Posts Tagged ‘champagne’

10th February
written by The Chronicler

On Tuesday, Valentine’s Day will arrive to either charm or torture you.  Whether you are headed to an anti-Valentine’s Day party or having a romantic evening for two at home, here are 3 wines that will bring you nothing but cheer:


Lanson Champagne just arrived to the U.S. market in December, though the Lanson house dates back to 1760.  I’m glad they finally showed up to the party.  After I popped the cork, this bottle went quickly.  It is a lovely rosé Champagne that can be served as an aperitif (before dinner) or with dinner, as it is dry.   It has prominent notes of white flowers and lavender balanced by strawberry, melon and toast with a touch of sweet cream and citrus on the back end.  It is supple in texture with a long, smooth finish.  Begin your evening toasting with Lanson Brut Rosé, pair it with fish and poultry dishes or with fresh fruit or cheese for dessert.


Price: $55


Paul Jaboulet Aine “Les Cedres” Chateauneuf Du Pape 2006 is a red wine blend from the Southern Rhone region of France.  The blend is comprised of 70% Grenache, 15% Cinsault, 10% Syrah and 5% Mourvedre.  It is perfect for a romantic dinner for two, and absolutely divine with red meat.  Its notes of fruit, herbs and spice are very well balanced with moderate acidity and sweet tannins.  It is boldly flavored with the sweet meat, herbal and spicy notes you expect to find in a Southern Rhone but its elegance and seductive charm is reminiscent of a Pinot Noir.  This one is for lovers only.


Price: $50


Late-bottled-vintage (LBV) Port is a treat, especially when paired with chocolate or blue cheese.  Noval Unfiltered LBV Port 1999 is a fantastic value.  It has the rich flavors typical of a LBV Port.  Because it was not filtered, it has a fuller body, adding to the intensity of the aromatic bouquet.  I suppose that everyone will be eating chocolate on Tuesday, but if you (like me) aren’t much of a chocolate person, it is heavenly paired with blue cheese.  One bottle will go a long way at a dinner party.  I recommend decanting prior to drinking.


Price: $18

*Rating Scale: 1 Cork = Bad, 2 Corks = Palatable, 3 Corks = Good, 4 Corks = Excellent, 5 Corks = Classic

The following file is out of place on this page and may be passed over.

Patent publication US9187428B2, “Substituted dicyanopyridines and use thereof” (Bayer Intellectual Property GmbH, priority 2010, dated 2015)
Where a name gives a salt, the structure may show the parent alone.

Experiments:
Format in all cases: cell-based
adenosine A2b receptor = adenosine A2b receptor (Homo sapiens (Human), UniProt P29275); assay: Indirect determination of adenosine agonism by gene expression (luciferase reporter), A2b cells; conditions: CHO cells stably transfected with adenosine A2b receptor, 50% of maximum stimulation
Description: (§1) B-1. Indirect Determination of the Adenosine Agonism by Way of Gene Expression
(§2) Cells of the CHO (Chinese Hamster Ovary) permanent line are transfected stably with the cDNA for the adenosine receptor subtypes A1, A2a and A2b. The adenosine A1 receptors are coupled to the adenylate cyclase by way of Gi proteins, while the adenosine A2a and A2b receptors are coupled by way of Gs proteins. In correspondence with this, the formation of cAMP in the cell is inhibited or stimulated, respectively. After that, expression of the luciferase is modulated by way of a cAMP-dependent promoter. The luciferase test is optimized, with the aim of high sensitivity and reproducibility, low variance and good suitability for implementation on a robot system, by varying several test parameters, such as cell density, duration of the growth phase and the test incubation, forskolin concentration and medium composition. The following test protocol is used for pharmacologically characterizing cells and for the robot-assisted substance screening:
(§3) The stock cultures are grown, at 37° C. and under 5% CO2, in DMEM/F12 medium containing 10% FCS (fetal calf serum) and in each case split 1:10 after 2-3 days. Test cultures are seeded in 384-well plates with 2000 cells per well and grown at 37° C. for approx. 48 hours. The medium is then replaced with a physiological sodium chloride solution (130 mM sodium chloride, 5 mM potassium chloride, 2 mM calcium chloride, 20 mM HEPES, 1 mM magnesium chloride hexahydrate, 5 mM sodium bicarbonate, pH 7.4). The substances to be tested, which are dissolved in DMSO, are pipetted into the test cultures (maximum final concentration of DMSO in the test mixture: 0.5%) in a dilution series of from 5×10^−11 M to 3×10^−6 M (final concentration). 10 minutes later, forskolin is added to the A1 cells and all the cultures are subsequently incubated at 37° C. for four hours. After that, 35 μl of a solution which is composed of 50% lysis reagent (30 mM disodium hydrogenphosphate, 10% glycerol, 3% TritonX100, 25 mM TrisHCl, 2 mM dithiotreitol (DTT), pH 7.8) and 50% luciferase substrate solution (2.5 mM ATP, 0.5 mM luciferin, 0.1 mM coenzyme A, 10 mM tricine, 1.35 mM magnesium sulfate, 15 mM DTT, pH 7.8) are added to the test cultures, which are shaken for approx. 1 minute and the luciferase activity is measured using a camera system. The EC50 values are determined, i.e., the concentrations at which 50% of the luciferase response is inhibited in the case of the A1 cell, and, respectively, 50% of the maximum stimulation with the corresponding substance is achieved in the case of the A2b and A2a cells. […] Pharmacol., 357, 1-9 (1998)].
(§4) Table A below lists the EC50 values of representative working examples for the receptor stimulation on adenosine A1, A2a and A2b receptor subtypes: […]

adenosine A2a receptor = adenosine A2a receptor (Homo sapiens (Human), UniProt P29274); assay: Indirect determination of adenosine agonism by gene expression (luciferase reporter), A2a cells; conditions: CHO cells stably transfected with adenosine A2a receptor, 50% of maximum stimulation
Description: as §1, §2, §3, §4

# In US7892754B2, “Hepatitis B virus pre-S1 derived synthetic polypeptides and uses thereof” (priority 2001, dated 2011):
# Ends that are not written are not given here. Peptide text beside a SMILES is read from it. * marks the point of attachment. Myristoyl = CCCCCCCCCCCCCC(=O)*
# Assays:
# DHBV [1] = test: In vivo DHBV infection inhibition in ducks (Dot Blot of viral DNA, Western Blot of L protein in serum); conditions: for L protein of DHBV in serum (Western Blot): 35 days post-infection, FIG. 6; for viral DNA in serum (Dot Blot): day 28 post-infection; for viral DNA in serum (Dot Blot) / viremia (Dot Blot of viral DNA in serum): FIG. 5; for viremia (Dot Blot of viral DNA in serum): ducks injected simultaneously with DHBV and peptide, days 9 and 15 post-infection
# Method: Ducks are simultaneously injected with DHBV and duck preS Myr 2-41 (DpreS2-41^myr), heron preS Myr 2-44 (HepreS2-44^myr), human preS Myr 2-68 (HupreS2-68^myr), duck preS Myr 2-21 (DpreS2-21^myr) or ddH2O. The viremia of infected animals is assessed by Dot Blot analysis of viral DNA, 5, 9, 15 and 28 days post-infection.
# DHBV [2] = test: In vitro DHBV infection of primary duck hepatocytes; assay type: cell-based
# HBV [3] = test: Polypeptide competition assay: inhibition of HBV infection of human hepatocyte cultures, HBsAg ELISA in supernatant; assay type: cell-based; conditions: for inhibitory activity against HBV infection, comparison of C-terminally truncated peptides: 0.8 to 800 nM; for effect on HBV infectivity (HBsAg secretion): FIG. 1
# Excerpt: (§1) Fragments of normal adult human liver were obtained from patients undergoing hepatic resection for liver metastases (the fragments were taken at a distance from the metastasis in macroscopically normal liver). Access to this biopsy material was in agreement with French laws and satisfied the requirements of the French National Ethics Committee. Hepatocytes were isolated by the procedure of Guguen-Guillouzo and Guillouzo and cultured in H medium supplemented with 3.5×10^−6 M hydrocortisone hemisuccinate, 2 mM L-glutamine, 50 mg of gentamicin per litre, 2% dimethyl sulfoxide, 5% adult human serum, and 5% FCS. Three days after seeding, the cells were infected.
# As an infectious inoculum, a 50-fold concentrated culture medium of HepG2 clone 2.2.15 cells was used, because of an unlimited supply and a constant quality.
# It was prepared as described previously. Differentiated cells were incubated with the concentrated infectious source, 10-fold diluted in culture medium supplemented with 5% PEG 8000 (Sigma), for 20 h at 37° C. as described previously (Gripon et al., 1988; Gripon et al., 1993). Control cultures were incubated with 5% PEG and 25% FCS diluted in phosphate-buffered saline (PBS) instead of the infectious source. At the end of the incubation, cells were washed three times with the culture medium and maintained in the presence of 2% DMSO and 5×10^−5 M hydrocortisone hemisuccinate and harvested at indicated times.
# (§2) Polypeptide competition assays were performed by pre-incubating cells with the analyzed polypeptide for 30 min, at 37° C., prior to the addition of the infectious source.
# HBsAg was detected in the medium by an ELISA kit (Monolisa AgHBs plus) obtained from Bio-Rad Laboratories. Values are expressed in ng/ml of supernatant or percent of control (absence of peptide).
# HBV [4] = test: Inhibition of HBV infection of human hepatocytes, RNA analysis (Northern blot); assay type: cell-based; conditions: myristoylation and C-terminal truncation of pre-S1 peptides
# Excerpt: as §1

29th December
written by The Chronicler

2012 Sparkling Wines

In just a couple of days, we will toast to a new year and the resolutions we hope to keep throughout 2012.  Here are five sparkling wines that will add a pop to your new year’s toast:


Henriot Brut Souverain is one of my favorite Champagnes.  It has a rich flavor profile that makes you feel regal with a freshness that entices you to let your hair down.  Perfect for an intimate gathering, it is dry with notes of apple, apricot, and orange blossoms.


If Henriot is regal yet fun, then Louis Roederer Brut Premier is stately yet laid back.  Its dryness is more pronounced, but it is very easy drinking.  Crisp with notes of toast, ginger, and granny smith apples, this Champagne will have you pouring another glass.


Barefoot is the budget sparkler of the bunch that under $10 is a good value.  Last year, Barefoot’s Sparkling Moscato was very popular with my friends and family.  The Brut Cuvee is far drier with notes of creamy vanilla, pear, and a bit of toast.  This one is great for a large gathering, and you can use the leftovers for mimosas in the morning.


Voveti Prosecco is cosmopolitan.  This one is for the hottest party at the hottest club.  It is trendy yet sophisticated with notes of lemon, orange blossoms, peach, wheat and touch of vanilla.  Voveti is another dry sparkler but very fresh.


For those who prefer pink, Gloria Ferrer Brut Rosé is a lovely selection.  It is flavorful and crisp with notes of strawberry, raspberry, pear, citrus and vanilla.  Gloria Ferrer is a crowd pleaser.

What will you be toasting with on New Year’s Eve?  Have a safe and happy New Year!